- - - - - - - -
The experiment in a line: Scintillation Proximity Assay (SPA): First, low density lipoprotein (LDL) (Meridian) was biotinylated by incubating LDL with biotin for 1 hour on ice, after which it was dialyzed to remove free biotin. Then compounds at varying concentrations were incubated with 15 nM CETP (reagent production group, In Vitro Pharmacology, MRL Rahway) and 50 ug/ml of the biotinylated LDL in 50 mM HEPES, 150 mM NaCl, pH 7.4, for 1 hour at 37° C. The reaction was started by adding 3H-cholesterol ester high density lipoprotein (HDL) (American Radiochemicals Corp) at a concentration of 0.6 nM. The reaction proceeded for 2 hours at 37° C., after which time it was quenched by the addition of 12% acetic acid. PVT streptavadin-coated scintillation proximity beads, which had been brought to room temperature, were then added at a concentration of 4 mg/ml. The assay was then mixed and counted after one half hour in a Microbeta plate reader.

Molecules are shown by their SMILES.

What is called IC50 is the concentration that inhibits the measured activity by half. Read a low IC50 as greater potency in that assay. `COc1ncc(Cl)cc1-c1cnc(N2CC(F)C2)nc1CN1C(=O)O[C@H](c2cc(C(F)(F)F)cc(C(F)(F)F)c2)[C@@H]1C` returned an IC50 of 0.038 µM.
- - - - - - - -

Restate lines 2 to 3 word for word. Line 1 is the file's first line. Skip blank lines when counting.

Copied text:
Molecules are shown by their SMILES.

What is called IC50 is the concentration that inhibits the measured activity by half. Read a low IC50 as greater potency in that assay. `COc1ncc(Cl)cc1-c1cnc(N2CC(F)C2)nc1CN1C(=O)O[C@H](c2cc(C(F)(F)F)cc(C(F)(F)F)c2)[C@@H]1C` returned an IC50 of 0.038 µM.